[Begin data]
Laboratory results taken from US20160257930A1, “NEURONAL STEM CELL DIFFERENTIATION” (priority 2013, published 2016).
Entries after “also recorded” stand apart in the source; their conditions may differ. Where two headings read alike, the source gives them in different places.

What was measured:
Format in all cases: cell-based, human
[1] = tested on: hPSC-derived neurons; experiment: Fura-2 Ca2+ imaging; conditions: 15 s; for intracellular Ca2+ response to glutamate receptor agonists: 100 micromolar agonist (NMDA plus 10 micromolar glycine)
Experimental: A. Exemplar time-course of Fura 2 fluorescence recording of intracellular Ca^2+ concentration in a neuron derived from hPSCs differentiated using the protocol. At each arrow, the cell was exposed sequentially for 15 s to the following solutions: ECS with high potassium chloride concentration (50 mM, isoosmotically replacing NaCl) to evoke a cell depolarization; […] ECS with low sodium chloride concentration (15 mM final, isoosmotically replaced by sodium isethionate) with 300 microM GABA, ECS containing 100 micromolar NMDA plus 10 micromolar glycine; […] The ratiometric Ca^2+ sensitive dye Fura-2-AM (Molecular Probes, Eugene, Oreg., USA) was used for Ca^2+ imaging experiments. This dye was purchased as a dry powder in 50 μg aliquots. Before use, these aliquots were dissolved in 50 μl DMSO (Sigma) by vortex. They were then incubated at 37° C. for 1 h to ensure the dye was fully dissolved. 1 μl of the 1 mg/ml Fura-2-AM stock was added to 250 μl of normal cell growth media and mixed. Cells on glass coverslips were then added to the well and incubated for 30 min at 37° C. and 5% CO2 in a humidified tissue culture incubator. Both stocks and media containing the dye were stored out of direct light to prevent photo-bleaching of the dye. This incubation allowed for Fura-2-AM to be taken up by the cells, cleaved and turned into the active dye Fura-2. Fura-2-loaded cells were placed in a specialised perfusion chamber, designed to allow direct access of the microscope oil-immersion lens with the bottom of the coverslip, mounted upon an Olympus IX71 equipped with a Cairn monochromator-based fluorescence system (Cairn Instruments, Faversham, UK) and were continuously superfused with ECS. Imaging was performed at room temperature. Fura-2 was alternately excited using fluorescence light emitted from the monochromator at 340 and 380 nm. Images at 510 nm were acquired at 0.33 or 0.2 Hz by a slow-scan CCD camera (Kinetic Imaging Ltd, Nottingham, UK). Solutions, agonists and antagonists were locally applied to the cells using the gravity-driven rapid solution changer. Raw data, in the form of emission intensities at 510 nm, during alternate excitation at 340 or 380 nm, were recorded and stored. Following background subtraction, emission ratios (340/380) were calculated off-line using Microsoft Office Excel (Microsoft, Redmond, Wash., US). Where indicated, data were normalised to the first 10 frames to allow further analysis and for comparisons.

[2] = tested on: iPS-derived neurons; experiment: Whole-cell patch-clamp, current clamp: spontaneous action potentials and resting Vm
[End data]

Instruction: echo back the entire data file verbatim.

Laboratory results taken from US20160257930A1, “NEURONAL STEM CELL DIFFERENTIATION” (priority 2013, published 2016).
Entries after “also recorded” stand apart in the source; their conditions may differ. Where two headings read alike, the source gives them in different places.

What was measured:
Format in all cases: cell-based, human
[1] = tested on: hPSC-derived neurons; experiment: Fura-2 Ca2+ imaging; conditions: 15 s; for intracellular Ca2+ response to glutamate receptor agonists: 100 micromolar agonist (NMDA plus 10 micromolar glycine)
Experimental: A. Exemplar time-course of Fura 2 fluorescence recording of intracellular Ca^2+ concentration in a neuron derived from hPSCs differentiated using the protocol. At each arrow, the cell was exposed sequentially for 15 s to the following solutions: ECS with high potassium chloride concentration (50 mM, isoosmotically replacing NaCl) to evoke a cell depolarization; […] ECS with low sodium chloride concentration (15 mM final, isoosmotically replaced by sodium isethionate) with 300 microM GABA, ECS containing 100 micromolar NMDA plus 10 micromolar glycine; […] The ratiometric Ca^2+ sensitive dye Fura-2-AM (Molecular Probes, Eugene, Oreg., USA) was used for Ca^2+ imaging experiments. This dye was purchased as a dry powder in 50 μg aliquots. Before use, these aliquots were dissolved in 50 μl DMSO (Sigma) by vortex. They were then incubated at 37° C. for 1 h to ensure the dye was fully dissolved. 1 μl of the 1 mg/ml Fura-2-AM stock was added to 250 μl of normal cell growth media and mixed. Cells on glass coverslips were then added to the well and incubated for 30 min at 37° C. and 5% CO2 in a humidified tissue culture incubator. Both stocks and media containing the dye were stored out of direct light to prevent photo-bleaching of the dye. This incubation allowed for Fura-2-AM to be taken up by the cells, cleaved and turned into the active dye Fura-2. Fura-2-loaded cells were placed in a specialised perfusion chamber, designed to allow direct access of the microscope oil-immersion lens with the bottom of the coverslip, mounted upon an Olympus IX71 equipped with a Cairn monochromator-based fluorescence system (Cairn Instruments, Faversham, UK) and were continuously superfused with ECS. Imaging was performed at room temperature. Fura-2 was alternately excited using fluorescence light emitted from the monochromator at 340 and 380 nm. Images at 510 nm were acquired at 0.33 or 0.2 Hz by a slow-scan CCD camera (Kinetic Imaging Ltd, Nottingham, UK). Solutions, agonists and antagonists were locally applied to the cells using the gravity-driven rapid solution changer. Raw data, in the form of emission intensities at 510 nm, during alternate excitation at 340 or 380 nm, were recorded and stored. Following background subtraction, emission ratios (340/380) were calculated off-line using Microsoft Office Excel (Microsoft, Redmond, Wash., US). Where indicated, data were normalised to the first 10 frames to allow further analysis and for comparisons.

[2] = tested on: iPS-derived neurons; experiment: Whole-cell patch-clamp, current clamp: spontaneous action potentials and resting Vm